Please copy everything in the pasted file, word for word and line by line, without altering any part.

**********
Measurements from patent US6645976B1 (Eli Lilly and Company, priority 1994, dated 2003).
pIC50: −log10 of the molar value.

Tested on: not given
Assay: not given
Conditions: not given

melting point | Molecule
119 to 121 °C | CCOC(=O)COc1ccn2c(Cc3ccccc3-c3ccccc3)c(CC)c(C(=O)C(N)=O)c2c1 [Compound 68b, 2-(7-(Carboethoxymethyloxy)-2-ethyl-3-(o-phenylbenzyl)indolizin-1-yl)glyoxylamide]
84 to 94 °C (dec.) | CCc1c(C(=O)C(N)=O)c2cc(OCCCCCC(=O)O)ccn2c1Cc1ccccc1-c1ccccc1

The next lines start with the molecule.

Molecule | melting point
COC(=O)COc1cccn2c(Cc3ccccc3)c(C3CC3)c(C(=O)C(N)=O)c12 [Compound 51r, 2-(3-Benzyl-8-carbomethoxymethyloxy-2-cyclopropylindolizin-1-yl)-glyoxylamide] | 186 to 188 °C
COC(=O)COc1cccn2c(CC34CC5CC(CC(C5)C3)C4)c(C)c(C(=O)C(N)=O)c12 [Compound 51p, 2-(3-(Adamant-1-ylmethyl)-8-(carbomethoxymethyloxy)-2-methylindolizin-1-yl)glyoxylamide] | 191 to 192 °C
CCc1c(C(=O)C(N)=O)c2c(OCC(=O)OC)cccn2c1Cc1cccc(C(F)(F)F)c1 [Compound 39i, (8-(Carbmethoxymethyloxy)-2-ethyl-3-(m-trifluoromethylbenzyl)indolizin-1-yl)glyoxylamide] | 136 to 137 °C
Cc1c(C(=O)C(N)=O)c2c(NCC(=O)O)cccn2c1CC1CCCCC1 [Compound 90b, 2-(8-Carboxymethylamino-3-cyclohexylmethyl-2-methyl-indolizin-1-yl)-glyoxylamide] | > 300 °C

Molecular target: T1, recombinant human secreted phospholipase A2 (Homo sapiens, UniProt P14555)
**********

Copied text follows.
Measurements from patent US6645976B1 (Eli Lilly and Company, priority 1994, dated 2003).
pIC50: −log10 of the molar value.

Tested on: not given
Assay: not given
Conditions: not given

melting point | Molecule
119 to 121 °C | CCOC(=O)COc1ccn2c(Cc3ccccc3-c3ccccc3)c(CC)c(C(=O)C(N)=O)c2c1 [Compound 68b, 2-(7-(Carboethoxymethyloxy)-2-ethyl-3-(o-phenylbenzyl)indolizin-1-yl)glyoxylamide]
84 to 94 °C (dec.) | CCc1c(C(=O)C(N)=O)c2cc(OCCCCCC(=O)O)ccn2c1Cc1ccccc1-c1ccccc1

The next lines start with the molecule.

Molecule | melting point
COC(=O)COc1cccn2c(Cc3ccccc3)c(C3CC3)c(C(=O)C(N)=O)c12 [Compound 51r, 2-(3-Benzyl-8-carbomethoxymethyloxy-2-cyclopropylindolizin-1-yl)-glyoxylamide] | 186 to 188 °C
COC(=O)COc1cccn2c(CC34CC5CC(CC(C5)C3)C4)c(C)c(C(=O)C(N)=O)c12 [Compound 51p, 2-(3-(Adamant-1-ylmethyl)-8-(carbomethoxymethyloxy)-2-methylindolizin-1-yl)glyoxylamide] | 191 to 192 °C
CCc1c(C(=O)C(N)=O)c2c(OCC(=O)OC)cccn2c1Cc1cccc(C(F)(F)F)c1 [Compound 39i, (8-(Carbmethoxymethyloxy)-2-ethyl-3-(m-trifluoromethylbenzyl)indolizin-1-yl)glyoxylamide] | 136 to 137 °C
Cc1c(C(=O)C(N)=O)c2c(NCC(=O)O)cccn2c1CC1CCCCC1 [Compound 90b, 2-(8-Carboxymethylamino-3-cyclohexylmethyl-2-methyl-indolizin-1-yl)-glyoxylamide] | > 300 °C

Molecular target: T1, recombinant human secreted phospholipase A2 (Homo sapiens, UniProt P14555)